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Emanuel Defends Disciplinary Policies At Noble Network School

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Mayor Rahm Emanuel

Mayor Rahm Emanuel is calling for a statewide gun registry. (Credit: CBS)

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CHICAGO (CBS) — Mayor Rahm Emanuel is vigorously defending policies at the Noble Charter Schools where students are fined for what some parents say are minor infractions.

As WBBM Newsradio Political Editor Craig Dellimore reports, Mayor Emanuel acknowledges the Noble Street Charter Network issues demerits and subsequent detentions and fees to kids for such offenses as chewing gum, being tardy to class, or carrying a permanent marker.

LISTEN: WBBM Newsradio’s Political Editor Craig Dellimore reports


But while some parents of students at the schools complain, the mayor says most do not.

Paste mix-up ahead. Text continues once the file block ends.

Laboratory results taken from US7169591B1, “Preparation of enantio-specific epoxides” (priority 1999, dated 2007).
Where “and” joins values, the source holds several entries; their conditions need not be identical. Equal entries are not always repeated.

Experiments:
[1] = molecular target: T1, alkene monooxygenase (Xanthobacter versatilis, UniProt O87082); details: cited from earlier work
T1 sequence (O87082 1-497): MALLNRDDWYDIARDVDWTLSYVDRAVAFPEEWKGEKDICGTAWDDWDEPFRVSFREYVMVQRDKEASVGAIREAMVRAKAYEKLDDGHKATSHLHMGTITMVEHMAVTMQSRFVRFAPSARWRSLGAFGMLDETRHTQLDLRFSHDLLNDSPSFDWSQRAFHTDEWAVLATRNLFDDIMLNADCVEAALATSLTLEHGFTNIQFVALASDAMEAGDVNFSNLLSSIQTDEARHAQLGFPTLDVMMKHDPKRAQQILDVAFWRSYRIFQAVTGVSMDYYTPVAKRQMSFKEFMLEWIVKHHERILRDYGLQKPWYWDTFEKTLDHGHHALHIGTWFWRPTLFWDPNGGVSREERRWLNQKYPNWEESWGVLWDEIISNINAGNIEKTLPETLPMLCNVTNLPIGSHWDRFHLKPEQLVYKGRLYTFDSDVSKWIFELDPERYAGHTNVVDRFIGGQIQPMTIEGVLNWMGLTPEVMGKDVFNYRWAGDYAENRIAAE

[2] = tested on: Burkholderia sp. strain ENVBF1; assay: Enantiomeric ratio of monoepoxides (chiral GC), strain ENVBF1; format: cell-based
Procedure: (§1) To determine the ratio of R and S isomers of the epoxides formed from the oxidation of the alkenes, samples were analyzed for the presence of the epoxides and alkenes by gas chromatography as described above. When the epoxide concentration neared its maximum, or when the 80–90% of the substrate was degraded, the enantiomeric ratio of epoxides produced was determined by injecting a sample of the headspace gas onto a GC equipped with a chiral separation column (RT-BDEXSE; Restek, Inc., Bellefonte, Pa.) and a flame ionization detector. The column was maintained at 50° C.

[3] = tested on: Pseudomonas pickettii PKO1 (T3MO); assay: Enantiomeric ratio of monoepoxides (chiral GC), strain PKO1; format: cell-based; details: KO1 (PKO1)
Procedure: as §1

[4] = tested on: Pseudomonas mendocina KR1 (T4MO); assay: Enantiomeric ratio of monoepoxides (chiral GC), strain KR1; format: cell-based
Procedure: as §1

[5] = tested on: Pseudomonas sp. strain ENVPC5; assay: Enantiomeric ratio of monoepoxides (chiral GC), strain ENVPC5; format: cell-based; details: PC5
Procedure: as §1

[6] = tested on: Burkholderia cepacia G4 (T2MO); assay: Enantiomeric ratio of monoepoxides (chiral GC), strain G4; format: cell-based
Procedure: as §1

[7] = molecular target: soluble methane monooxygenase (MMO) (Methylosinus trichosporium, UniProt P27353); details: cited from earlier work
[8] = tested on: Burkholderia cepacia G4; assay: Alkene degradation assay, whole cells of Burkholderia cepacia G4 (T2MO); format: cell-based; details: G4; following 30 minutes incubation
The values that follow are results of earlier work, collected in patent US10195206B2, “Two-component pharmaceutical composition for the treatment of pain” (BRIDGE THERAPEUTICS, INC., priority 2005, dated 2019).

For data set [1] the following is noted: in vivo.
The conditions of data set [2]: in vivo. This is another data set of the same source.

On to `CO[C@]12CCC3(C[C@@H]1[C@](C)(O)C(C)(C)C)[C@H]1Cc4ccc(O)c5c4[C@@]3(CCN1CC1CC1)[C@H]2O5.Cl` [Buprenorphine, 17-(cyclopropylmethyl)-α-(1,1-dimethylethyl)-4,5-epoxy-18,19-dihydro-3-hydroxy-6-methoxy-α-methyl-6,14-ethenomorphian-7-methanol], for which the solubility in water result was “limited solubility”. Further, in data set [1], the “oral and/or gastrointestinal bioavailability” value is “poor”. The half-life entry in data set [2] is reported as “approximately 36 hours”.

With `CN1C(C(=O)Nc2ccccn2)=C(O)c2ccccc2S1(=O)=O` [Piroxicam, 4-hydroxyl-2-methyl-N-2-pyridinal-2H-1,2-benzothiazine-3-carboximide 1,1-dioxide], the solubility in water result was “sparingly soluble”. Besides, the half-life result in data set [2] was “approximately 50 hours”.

“Parents send their kids to Noble, which is a school of choice – that means parents can choose to do it – defended the policy at the school,” Emanuel said. “If they don’t want to do it, they don’t have to go there. They chose to go there.”

Mayor Emanuel says he is interested in results.

“Ninety percent graduation rate at Noble; citywide, 54,” he said.

Mayor Emanuel says he wants to give parents more choices like those at the Noble Street schools.

Since 2008, Noble Schools have collected more than $386,000 in fines and fees for behavior classes–including more than $188,000 last school year alone, CBS 2′s Mai Martinez reported earlier this week.

Students get demerits for an assortment of violations. Four demerits equal a detention, and a $5 fee to help cover the cost of staffing detention.

If a student gets 12 detentions, they have to take a $140 discipline course.

Protesters rallied outside the Chicago Public Schools headquarters downtown earlier this week, saying most low-income families just can’t afford that, and they fear with the success of Noble Schools, the fees could be adopted across the CPS system.

Protesters chanted: “Invest in us, stop arresting us.”

But school officials say students manage to go the entire year without getting a single demerit, so it’s possible never to receive a $5 fine.

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